heart-disease-prevention
Heart Health
Heart health Overview

Steps Women Can Take to Reduce Heart-Disease Risk

More women die from heart disease than from any other cause—a staggering one in four American women, according to the Centers for Disease Control and Prevention.

But you can take action now to help prevent problems. Resources from the U.S. Food and Drug Administration (FDA) can help women of all ages learn how to use FDA-approved drugs and devices safely to prevent and treat heart disease.

The FDA offers fact sheets, videos, and other web-based tools to teach you not only about heart disease, but also conditions like diabetes and high blood pressure, which can increase a woman’s heart disease risk.

The FDA also created the “Heart Health for Women” site to connect women to FDA resources to support heart-healthy living. Click here to learn more.

“The risk of heart disease increases for everyone as they age,” explains FDA cardiologist Shari Targum, M.D., M.P.H. “For women, the risk goes up after menopause, but younger women can also develop heart disease.”

But remember you can fight back. “I encourage women of all ages to look to the FDA for resources to help them reduce their risk for heart disease and make informed decisions about their health,” says Marsha Henderson, director of the Office of Women’s Health at FDA.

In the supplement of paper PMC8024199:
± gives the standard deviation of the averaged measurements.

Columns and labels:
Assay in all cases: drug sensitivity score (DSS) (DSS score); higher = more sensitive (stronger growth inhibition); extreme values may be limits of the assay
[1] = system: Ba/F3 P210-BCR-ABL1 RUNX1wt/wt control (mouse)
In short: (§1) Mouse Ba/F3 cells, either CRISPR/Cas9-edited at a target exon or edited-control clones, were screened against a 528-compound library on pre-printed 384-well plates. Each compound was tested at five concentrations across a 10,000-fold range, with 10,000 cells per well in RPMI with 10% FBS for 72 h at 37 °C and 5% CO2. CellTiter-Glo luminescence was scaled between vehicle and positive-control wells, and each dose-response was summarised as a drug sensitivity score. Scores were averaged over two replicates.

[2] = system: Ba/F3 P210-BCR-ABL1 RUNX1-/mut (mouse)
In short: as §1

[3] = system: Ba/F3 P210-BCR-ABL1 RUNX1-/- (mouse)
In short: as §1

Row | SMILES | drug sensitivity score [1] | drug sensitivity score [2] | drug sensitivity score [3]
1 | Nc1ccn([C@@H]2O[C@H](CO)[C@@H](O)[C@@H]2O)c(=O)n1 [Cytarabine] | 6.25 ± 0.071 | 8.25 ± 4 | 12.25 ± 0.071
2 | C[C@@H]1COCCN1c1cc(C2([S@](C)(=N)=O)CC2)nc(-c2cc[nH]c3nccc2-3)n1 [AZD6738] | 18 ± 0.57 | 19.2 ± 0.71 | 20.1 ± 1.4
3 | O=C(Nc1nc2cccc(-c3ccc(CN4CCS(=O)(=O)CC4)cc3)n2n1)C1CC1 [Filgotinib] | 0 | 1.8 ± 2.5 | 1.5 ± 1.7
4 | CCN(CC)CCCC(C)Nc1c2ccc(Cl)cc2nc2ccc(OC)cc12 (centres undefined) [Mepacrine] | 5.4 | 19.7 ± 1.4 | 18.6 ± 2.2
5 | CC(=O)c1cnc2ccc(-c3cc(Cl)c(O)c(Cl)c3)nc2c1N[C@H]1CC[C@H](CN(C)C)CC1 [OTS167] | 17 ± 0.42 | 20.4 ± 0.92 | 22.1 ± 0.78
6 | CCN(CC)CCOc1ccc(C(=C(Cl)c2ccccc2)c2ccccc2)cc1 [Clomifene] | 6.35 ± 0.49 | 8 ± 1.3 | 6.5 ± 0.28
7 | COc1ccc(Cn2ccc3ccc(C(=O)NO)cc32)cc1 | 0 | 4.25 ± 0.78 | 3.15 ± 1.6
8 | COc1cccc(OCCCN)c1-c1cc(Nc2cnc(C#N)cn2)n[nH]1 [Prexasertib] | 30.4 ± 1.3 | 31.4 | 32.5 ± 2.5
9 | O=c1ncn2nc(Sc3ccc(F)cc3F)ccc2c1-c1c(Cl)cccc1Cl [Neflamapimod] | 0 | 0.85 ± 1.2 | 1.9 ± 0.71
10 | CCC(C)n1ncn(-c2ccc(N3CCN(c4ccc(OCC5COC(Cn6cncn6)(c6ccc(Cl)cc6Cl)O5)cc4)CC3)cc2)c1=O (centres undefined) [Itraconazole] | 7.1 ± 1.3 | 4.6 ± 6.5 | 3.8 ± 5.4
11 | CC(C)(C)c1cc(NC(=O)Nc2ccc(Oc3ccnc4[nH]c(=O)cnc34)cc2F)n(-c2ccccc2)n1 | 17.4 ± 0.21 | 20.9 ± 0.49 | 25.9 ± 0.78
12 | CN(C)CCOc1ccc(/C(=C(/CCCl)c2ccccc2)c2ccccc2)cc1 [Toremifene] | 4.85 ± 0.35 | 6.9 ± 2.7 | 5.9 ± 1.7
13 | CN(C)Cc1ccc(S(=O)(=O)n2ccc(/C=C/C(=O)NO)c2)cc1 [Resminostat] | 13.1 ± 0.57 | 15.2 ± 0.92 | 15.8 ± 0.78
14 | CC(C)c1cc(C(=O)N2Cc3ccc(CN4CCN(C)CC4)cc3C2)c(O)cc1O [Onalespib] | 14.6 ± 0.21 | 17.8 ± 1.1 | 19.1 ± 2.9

Tips to Reduce Your Risk

Heart disease can lead to serious or fatal health issues such as a heart attack or stroke. But you can take steps to reduce your chances of a problem. Even small changes can help.

Manage current health conditions. Diabetes, high blood pressure, and high cholesterol can increase your risk for heart disease. Talk to your health care provider to confirm the best treatment plan.

Know that daily use of aspirin is not right for everyone. Talk with a health care professional before you use aspirin as a way to prevent heart attacks. If aspirin is right for you, find out: how much you should take, how often you should take it and how long you should take aspirin. Some products combine aspirin with other ingredients and are not meant for long-term use. You should also tell your healthcare provider about all of the medicines and supplements you take. Your risk of bleeding may be higher if you use aspirin with also taking certain medicines, vitamins, or herbs.

Recognize symptoms of a heart attack in women—and call 9-1-1 if needed. Symptoms in women can be different than those in men—and include shortness of breath, nausea, and an ache or feeling of tightness in the chest, arm, neck, jaw or abdomen. “If you have these symptoms and suspect you’re having a heart attack, call 9-1-1,” says Targum.

Do regular physical activity and maintain a healthy weight. You don’t need to complete all activity at one set time—and it’s okay if you’re not a fan of the gym. “Walking may be one easy way to start,” says Targum. “Talk to your health care provider about how much activity is right for you.”

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